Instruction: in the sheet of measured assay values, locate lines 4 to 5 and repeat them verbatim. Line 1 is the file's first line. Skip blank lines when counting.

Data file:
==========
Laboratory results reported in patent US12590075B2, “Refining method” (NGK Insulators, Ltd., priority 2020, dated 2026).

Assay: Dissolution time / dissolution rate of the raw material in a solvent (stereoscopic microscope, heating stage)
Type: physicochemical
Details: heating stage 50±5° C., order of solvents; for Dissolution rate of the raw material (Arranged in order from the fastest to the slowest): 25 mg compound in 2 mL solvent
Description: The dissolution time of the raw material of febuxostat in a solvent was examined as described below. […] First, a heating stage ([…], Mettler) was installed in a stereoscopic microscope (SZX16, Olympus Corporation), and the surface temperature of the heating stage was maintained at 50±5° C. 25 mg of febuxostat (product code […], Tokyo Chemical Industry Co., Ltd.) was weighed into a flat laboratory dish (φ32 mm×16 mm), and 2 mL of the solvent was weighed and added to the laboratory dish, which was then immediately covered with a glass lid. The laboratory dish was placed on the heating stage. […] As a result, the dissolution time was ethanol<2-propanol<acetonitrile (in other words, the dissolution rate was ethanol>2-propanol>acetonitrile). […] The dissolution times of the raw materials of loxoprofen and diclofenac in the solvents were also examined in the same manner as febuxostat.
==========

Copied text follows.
Details: heating stage 50±5° C., order of solvents; for Dissolution rate of the raw material (Arranged in order from the fastest to the slowest): 25 mg compound in 2 mL solvent
Description: The dissolution time of the raw material of febuxostat in a solvent was examined as described below. […] First, a heating stage ([…], Mettler) was installed in a stereoscopic microscope (SZX16, Olympus Corporation), and the surface temperature of the heating stage was maintained at 50±5° C. 25 mg of febuxostat (product code […], Tokyo Chemical Industry Co., Ltd.) was weighed into a flat laboratory dish (φ32 mm×16 mm), and 2 mL of the solvent was weighed and added to the laboratory dish, which was then immediately covered with a glass lid. The laboratory dish was placed on the heating stage. […] As a result, the dissolution time was ethanol<2-propanol<acetonitrile (in other words, the dissolution rate was ethanol>2-propanol>acetonitrile). […] The dissolution times of the raw materials of loxoprofen and diclofenac in the solvents were also examined in the same manner as febuxostat.